as nurseries for the four sciaenids investigated here. sciaenids are apparently low elsewhere along the
The dependence of juvenile J. dussumieri on estuaries coast. Finally, Beckley and Fennessy (1996) and
has already been mentioned, but it is noteworthy that, Fennessy (unpubl. data) found few juvenile individ-
of all the estuaries on the KwaZulu-Natal coast, it is uals of O. ruber, J. dussunieri and J. amblycephalus from
only in the St Lucia estuarine system that this species sandy substrates in the Durban area.
appears to occur in significant numbers (Begg, 1984). Several authors have identified shallow marine
Further, Wallace (1975) notes that, in the St Lucia (non-estuarine) areas as nurseries for a variety of
system, adults of this species far outnumber juveniles. fish species (e.g. Beckley, 1984; Buxton et al., 1984;
Despite high angling effort levels in KwaZulu-Natal, Smale, 1984; Bennett, 1989). Although some
catches from the shore and from offshore boats sciaenids do utilize estuaries for this, several species
show only very low numbers of O. ruber (Mann et al., make use of inshore waters (Lowe-McConnell,
1997), with the implication that abundances of small 1966; Lowe-McConnell, 1977; NOAA, 1985). Blaber
266 S. T. Fennessy

(a)
100
80

No trawl data
60

%
40
20
0
Jan Feb Mar Apr May Jun Jul Aug Sep Oct Nov Dec

(b)
100
80
60
%

40
20
0
Jan Feb Mar Apr May Jun Jul Aug Sep Oct Nov Dec

(c)
100
80

No trawl data
60
%

40
20
0
Jan Feb Mar Apr May Jun Jul Aug Sep Oct Nov Dec

(d)
100
80
No trawl data

60
%

40
20
0
Jan Feb Mar Apr May Jun Jul Aug Sep Oct Nov Dec
Inactive Active Ripe Spent
F 5. Proportions of gonad maturity stages of females of four sciaenid species from KwaZulu-Natal. *Indicates the
occurrence of partly-spawned fishes in samples. (a) O. ruber; (b) A. nibe; (c) J. dussumieri; (d) J. amblycephalus. Note that there
are no trawl data for three species in December.

et al. (1995), specifically noted that O. ruber and suitable nursery areas for fishes i.e. food, turbidity and
J. amblycephalus utilized the latter as a nursery. Blaber shelter (Blaber & Blaber, 1980). The occurrence of a
and Blaber (1980); Lenanton (1982); Blaber et al. rich food supply on the Tugela Bank has already been
(1989) and Ansari et al. (1995), amongst others, referred to previously. The turbidity which character-
particularly specified the importance of turbid, coastal izes the sea in the area is a result of the numerous
marine areas as nurseries. Blaber (1981) maintains rivers which flow into the sea from the adjacent coast,
that, unlike south-east Asia, such areas are lacking in which in turn have contributed to the development of
south-east Africa, and suggests that estuaries fulfill the the only extensive depocentre of mud on the east coast
function of these habitats on the South African coast. of South Africa (Flemming & Hay, 1988). Finally, the
However, the Tugela Bank possesses some of the Tugela Bank is situated within the Natal Bight, which
qualities which characterize estuaries and make them forms an indentation in an otherwise linear coastline
Biology of Sciaenidae from South Africa 267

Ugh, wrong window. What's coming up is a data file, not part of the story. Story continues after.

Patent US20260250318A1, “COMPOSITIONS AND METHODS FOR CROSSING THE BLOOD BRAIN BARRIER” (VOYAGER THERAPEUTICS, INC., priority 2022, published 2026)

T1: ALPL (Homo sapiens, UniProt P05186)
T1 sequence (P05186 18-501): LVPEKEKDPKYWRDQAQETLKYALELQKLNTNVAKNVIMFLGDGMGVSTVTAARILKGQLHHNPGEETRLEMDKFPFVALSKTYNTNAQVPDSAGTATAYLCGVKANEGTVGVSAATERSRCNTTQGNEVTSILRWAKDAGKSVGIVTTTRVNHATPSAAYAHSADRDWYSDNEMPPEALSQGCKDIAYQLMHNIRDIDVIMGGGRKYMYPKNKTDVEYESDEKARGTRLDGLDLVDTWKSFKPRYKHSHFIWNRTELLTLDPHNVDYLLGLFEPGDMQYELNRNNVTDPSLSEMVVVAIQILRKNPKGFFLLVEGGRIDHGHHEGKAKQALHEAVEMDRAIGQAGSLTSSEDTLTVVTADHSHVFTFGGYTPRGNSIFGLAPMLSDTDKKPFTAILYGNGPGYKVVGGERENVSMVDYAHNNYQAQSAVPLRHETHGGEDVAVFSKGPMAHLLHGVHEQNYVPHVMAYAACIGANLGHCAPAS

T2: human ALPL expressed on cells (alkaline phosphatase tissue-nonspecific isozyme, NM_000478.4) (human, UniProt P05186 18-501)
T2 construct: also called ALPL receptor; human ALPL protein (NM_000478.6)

(a) (b)
100 100
n = 397 n = 709

80 80

Percent mature
Percent mature

60 60

40 40

20 20

0 100 200 300 400 500 0 100 200 300 400 500
Total length (mm) Total length (mm)

(c) (d)
100 100
n = 343 n = 310

80 80
Percent mature

Percent mature

60 60

40 40

20 20

0 50 100 150 200 250 0 50 100 150 200 250


Total length (mm) Total length (mm)
F 6. Plots of sizes of 50%-maturity of females of four sciaenid species from KwaZulu-Natal. (a) O. ruber; (b) A. nibe;
(c) J. amblycephalus; (d) J. dussumieri.

(Figure 1). The continental shelf is at its widest here of protection from the rough seas which otherwise
(Lutjeharms et al., 1989), so there is some degree characterise the east coast. These factors combine to
produce a suitable nursery area for the sciaenid
species investigated here.
T 5. Estimates of size-at-50-% maturity for females of
four sciaenid species from KwaZulu-Natal (May 1989 to
February 1994) derived from the fitting of logistic curves Acknowledgements
to maturity data. m=estimates of the mean
This study was funded by the South African
Size at 50% 95% confidence
Species maturity (mm) interval R 2 Association for Marine Biological Research and the
Sea Fisheries Fund. Thanks are due to the Director
and staff of Natal Ocean Trawling for facilitating the
O. ruber 237 236cmd239 0·998
collection of samples and to the Natal Sharks Board
A. nibe 286 270cmd302 0·895
J. dussumieri 125 120cmd131 0·940 for logistical support. Three anonymous referees and
J. amblycephalus 168 162cmd174 0·965 colleagues at the Oceanographic Research Institute
provided useful comments on the manuscript.
268 S. T. Fennessy

T 6. Diets of four Tugela Bank sciaenids (May 1989 to February 1994), represented as number
of stomachs

Class Taxon O. ruber J. dussumieri J. amblycephalus A. nibe

Polychaeta 1 1 21
Crustacea Copepoda 2
Ostracoda 13
Mysidacea 4 5 1
Stomatopoda 3 9 13
Natantia 356 139 135 18
Anomura 3 30 38 3
Brachyuran 88 24 39
Cephalopoda 9 1 1 2
Pelecypoda 2 1 3
Gastropoda 1
Asteroidea 1
Osteichthyes 117 55 14 55
Vegetation 1
Digested matter 37 106 96 2
Empty 1092 933 882 604
Total 1713 1319 1244 685